Saturday brought a brisk northwest wind, overcast and rainy morning. Perfect! The walleyes were hitting immediately with reports of 25" fish already vying for the Big Fish trophy. Although it was cold, we ended the day with 40 walleyes over 12 inches caught and 8 in the box. Leech has a protective slot limit where all fish 18 inches or longer and 26 inches or shorter must be released. The limit is 4 and it became obvious that it would not take too long to fill up. We only count walleyes 12 inches or longer and generally keep them between 14 - 18 inches. At this rate we could fill up in a few hours so all in my boat agreed to tighten our keepers to 16 - 18 inches. A total of 57 walleyes for cabin 14 for the first day forced a decision to fry fish for breakfast on Sunday. Not being scheduled for breakfast duty, never the less I arose at 6:00 and fired up my new Fish Fryer. I was pleasantly surprised at how well it worked, cooking up about 30 fillets in just a few minutes. As the old beer commercial once exclaimed "It doesn't get any better than this!" Sunday saw the same northwesterly winds that died down to nothing around 11:00 AM. Adapting to the newly found calmness, we were forced to start back trolling. The strategy did not change the bite, which continued in earnest. At 8:30PM we motored to a popular island and continued catching fish by trolling #5 shad raps until 10:00. We stayed out long enough to enjoy a spectacular moon rise. Sunday supper was Team Anderson's official KP duty and the menu included bone on rib eye's, onions and mushrooms, home made french fries, and salad. Mark Mayerich handles all the food planning and Sunday's meal was exceptional (Of course, the cooks have a lot to do with this). Monday brought calm winds again forcing us to back troll with the electric motor. As before, the fish still had the feedbag on. About noon we headed to Ottertail Point looking for a possible big fish winner over 26 inches. Although the action was not fast, we did get 3 very nice walleyes jigging the 12 foot rocks. There must have been an outdoor show taping a segment as we saw 2 boats with camera men sitting back filming a few fish being caught. Rumor had suggested it was Kent Herbek's Outdoors but there were no big guys in the boat so I'm skeptical. Arriving back at the resort by 3:30 we decided to run into Walker and check out Reeds and look for a cooking oil pump. Finding the pump as well as a suggestion on Gulp we headed back just in time for supper. Back out by 6:00 my goal was to catch a fish on the Gulp which looked promising. After 6 fish were netted and none were mine, I had no choice to switch back to shiners. It was the right move as I quickly evened the score. Around 8:15 the urge to run over to Stoney Point and troll shad raps was to difficult to ignore. Having suggested to my fishing partners they reel in, we headed for what I hoped would be the big fish honey hole. In the next hour trolling #5's again the fish were committing suicide. Often having 3 on at once, we ended the night with 12 more fish for the scorecard and at least 20 too small to count, not bad for and hour of trolling. Heading back we proceeded to make room in the coolers for our fish and sung karaoke till 2:30. There is nothing that sounds better than finishing off the night with 6 guys doing a rendition of The Righteous Brothers You've Got That Loving Feeling at 2:30. Team Walleye is definitely a talented bunch!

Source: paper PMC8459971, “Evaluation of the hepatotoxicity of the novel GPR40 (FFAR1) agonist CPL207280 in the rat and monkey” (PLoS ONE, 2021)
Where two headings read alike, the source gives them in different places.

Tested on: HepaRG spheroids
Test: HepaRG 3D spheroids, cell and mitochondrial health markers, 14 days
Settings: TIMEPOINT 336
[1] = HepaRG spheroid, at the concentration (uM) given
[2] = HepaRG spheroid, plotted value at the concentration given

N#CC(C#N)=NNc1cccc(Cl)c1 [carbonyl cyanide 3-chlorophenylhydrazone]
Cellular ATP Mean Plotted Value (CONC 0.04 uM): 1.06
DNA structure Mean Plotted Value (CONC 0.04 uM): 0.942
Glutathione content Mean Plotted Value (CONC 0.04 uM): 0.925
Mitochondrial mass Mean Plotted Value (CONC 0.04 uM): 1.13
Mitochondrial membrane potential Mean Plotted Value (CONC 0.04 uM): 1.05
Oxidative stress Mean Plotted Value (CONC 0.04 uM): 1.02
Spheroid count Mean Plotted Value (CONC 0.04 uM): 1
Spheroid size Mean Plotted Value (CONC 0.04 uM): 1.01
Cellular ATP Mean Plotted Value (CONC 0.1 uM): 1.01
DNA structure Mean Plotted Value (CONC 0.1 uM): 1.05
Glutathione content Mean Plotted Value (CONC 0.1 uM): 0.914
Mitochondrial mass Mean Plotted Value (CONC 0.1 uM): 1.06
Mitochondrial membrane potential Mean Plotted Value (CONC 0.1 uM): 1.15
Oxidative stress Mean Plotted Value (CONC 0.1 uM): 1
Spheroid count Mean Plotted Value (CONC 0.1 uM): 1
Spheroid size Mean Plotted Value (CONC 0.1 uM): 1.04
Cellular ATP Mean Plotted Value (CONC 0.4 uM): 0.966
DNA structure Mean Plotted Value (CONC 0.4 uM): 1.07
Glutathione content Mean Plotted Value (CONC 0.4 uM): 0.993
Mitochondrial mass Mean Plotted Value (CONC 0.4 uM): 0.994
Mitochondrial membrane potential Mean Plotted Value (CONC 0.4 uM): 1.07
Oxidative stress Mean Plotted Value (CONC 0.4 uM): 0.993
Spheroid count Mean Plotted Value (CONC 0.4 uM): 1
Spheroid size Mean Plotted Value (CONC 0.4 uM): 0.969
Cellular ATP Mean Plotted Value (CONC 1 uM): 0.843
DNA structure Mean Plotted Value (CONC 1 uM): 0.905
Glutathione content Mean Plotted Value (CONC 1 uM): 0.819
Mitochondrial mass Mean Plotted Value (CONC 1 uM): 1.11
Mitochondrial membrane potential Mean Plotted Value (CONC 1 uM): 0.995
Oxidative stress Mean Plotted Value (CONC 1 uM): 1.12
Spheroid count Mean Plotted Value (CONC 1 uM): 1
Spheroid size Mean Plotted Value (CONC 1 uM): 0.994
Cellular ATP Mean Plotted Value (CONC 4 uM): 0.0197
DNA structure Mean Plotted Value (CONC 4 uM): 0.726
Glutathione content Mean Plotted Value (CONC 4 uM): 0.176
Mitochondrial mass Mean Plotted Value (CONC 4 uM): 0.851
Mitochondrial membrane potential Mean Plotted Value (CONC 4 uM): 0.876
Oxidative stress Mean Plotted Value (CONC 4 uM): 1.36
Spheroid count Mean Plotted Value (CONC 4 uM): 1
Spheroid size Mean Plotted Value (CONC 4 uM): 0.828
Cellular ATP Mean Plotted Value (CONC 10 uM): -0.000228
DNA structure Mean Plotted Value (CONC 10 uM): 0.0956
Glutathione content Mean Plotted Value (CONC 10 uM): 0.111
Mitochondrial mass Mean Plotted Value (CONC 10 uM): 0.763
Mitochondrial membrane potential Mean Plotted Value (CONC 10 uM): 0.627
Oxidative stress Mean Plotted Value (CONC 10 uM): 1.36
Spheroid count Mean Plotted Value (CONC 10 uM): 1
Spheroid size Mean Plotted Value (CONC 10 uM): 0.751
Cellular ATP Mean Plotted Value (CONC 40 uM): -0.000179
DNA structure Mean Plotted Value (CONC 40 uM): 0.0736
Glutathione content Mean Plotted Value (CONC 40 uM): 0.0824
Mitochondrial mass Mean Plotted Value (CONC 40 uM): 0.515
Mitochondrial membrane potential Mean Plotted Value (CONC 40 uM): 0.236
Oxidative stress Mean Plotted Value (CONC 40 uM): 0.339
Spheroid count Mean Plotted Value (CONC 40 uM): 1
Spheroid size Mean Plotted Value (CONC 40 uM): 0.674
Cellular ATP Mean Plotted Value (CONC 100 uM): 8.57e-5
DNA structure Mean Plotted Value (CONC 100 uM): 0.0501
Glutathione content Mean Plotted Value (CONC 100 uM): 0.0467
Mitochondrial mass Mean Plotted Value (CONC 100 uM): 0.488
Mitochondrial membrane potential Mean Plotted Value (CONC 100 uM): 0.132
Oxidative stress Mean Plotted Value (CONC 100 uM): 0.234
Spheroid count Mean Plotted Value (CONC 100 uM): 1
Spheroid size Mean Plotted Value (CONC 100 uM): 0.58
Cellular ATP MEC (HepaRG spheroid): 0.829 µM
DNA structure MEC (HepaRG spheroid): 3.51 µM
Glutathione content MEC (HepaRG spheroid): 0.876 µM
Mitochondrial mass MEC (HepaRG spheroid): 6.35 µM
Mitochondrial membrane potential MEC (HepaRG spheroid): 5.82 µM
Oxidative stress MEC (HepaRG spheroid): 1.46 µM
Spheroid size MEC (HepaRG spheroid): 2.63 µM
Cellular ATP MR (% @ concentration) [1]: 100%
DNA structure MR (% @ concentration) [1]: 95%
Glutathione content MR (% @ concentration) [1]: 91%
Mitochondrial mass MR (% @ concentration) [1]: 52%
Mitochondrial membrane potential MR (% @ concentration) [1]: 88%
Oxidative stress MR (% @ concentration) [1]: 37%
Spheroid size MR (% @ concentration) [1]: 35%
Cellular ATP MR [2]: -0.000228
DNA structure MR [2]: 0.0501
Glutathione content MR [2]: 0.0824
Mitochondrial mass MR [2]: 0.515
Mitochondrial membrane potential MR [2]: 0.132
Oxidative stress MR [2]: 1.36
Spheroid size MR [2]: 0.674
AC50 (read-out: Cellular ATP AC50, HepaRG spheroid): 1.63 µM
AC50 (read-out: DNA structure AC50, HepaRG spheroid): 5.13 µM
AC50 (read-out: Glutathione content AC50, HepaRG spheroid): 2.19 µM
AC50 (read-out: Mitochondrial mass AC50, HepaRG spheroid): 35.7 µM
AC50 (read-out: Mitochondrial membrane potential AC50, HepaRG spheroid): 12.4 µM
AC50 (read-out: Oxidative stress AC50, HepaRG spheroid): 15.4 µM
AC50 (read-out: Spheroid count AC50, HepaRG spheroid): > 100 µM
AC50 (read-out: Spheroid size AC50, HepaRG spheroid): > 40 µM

As stated our Team Walleye totals were 389 fish over 12 inches. Tom Paulson, a Team Anderson member scored the highest points total (I still caught more fish) of 200, which is likely to stand for a long time. Both Tom and my brother Steve fished with me again this year. Together in 2008 we also won the Team Award with a score of 54 fish boated. The total this year was over double at 118 fish. I attribute this to my insistence that both needed to significantly upgrade their gear if they wanted to continue fishing in my boat. Obediently they arrived with new sensitive graphite rods and light high performance open face spinning reels by Pfueger which paid handsome dividends. Mark Mayerich took the Big Fish honors with a 26 incher, with Ron Edberg nailing both 2nd and third place with 25+ inch fish. The DCS (Didn't Catch $hit) award went to Ronnie D with 56 points. Ron Edberg actually had less points but his 2nd and 3rd place fish disqualified him from this honor. Fishing was insane for sure.